The German Epic in the Cold War
Peter Weiss, Uwe Johnson, and Alexander Kluge
Imprint: Northwestern University Press
Matthew Miller’s The German Epic in the Cold War explores the literary evolution of the modern epic in postwar German literature. Examining works by Peter Weiss, Uwe Johnson, and Alexander Kluge, it illustrates imaginative artistic responses in German fiction to the physical and ideological division of post–World War II Germany.
Miller analyzes three ambitious German-language epics from the second half of the twentieth century: Weiss’s Die Ästhetik des Widerstands (The Aesthetics of Resistance), Johnson’s Jahrestage (Anniversaries), and Kluge’s Chronik der Gefühle (Chronicle of Feelings). In them, he traces the epic’s unlikely reemergence after the catastrophes of World War II and the Shoah and its continuity across the historical watershed of 1989–91, defined by German unification and the dissolution of the Soviet Union.
Building on Franco Moretti’s codification of the literary form of the modern epic, Miller demonstrates the epic’s ability to understand the past; to come to terms with ethical, social, and political challenges in the second half of the twentieth century in German-speaking Europe and beyond; and to debate and envision possible futures.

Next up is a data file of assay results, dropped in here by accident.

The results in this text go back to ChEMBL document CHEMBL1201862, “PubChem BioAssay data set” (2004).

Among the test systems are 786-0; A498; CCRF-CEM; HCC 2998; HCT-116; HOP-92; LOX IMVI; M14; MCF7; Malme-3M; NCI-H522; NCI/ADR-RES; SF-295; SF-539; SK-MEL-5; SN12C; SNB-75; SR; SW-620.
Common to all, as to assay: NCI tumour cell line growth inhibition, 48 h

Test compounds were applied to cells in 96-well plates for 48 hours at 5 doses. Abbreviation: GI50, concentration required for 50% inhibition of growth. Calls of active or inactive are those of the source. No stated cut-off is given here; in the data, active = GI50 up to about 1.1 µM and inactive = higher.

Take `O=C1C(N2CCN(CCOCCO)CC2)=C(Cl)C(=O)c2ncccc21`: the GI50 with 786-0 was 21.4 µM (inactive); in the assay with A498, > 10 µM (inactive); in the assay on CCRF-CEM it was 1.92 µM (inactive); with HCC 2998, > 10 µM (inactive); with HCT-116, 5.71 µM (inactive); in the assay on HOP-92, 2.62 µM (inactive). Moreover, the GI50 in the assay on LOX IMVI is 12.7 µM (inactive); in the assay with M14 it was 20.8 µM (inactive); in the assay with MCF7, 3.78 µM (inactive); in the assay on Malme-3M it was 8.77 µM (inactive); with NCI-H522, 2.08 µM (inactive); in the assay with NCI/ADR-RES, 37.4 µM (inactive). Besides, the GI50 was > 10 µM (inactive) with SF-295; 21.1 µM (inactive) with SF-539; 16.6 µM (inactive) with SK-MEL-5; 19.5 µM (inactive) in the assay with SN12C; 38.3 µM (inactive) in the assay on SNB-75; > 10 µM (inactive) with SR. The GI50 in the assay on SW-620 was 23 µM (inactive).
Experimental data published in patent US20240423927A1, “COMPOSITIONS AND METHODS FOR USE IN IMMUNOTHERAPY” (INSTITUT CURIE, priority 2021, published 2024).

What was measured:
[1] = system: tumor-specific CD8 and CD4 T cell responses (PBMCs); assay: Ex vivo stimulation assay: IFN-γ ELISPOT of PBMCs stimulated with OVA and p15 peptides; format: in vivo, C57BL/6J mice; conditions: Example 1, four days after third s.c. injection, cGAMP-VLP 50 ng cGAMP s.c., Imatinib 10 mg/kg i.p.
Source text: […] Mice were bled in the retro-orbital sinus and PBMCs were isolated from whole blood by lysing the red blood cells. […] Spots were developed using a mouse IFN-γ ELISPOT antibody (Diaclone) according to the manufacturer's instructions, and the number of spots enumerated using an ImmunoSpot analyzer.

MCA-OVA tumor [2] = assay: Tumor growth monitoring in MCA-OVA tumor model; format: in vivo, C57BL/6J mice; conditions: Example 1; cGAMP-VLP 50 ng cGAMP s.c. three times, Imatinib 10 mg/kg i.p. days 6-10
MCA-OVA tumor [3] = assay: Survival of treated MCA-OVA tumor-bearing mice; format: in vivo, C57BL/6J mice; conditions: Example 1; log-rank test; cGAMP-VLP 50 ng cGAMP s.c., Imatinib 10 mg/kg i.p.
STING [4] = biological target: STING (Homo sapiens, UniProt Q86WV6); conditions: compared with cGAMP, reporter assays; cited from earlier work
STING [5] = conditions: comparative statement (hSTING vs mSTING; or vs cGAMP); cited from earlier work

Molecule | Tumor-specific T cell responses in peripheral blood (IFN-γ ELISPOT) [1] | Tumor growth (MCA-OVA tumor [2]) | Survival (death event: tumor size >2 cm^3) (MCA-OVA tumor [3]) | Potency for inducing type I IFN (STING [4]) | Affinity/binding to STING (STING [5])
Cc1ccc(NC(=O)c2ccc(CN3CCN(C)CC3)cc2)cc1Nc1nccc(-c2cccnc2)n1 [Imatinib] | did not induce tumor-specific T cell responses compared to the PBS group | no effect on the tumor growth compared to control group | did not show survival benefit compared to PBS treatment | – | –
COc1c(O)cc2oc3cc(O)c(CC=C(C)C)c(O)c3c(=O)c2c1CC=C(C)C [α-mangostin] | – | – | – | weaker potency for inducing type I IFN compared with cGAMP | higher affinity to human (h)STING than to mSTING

“This book bristles with an impressive command of background knowledge, interpretive insights, intertextual links, and, above all, a convincing and important overarching claim about the epic’s return in Cold War in German prose.”—Richard Langston, author of Visions of Violence: German Avant-Gardes after Fascism
"In an introductory meditation on the changing perception of reading in the accelerated, globalized present, Miller clarifies the stakes in writing modern epics, which 'unfold in and address themselves to vaster, longer, slower—that is, epic—swaths of time.' While literature's postwar reemergence appears counterintuitive, in Miller's view, he draws on critics as varied as Theodor Adorno, Franco Moretti, Andreas Huyssen, Fredric Jameson, as well as Kluge and Oskar Negt to argue persuasively for the potential of modern epics . . . The German Epic is an intellectually rewarding study that will appeal to scholars in German literary and film studies . . . a thought-provoking approach to postwar literature that is engaging not least because of the author's nuanced writing." —Nicole Thesz, German Studies Review
"Matthew D. Miller's project is an ambitious and timely one: to investigate the actuality—the 'possible futures'—of three door-stopping modern German epics . . . There is considerable originality here: whilst Weiss and Johnson are frequently compared, including Kluge's post-Reunification collection of stories sheds new light on two 'Cold War classics.' The thesis is simple: these epics adapt and develop an age-old genre in innovative and fresh ways, making it relevant to the future." —Martin Brady, Monatshefte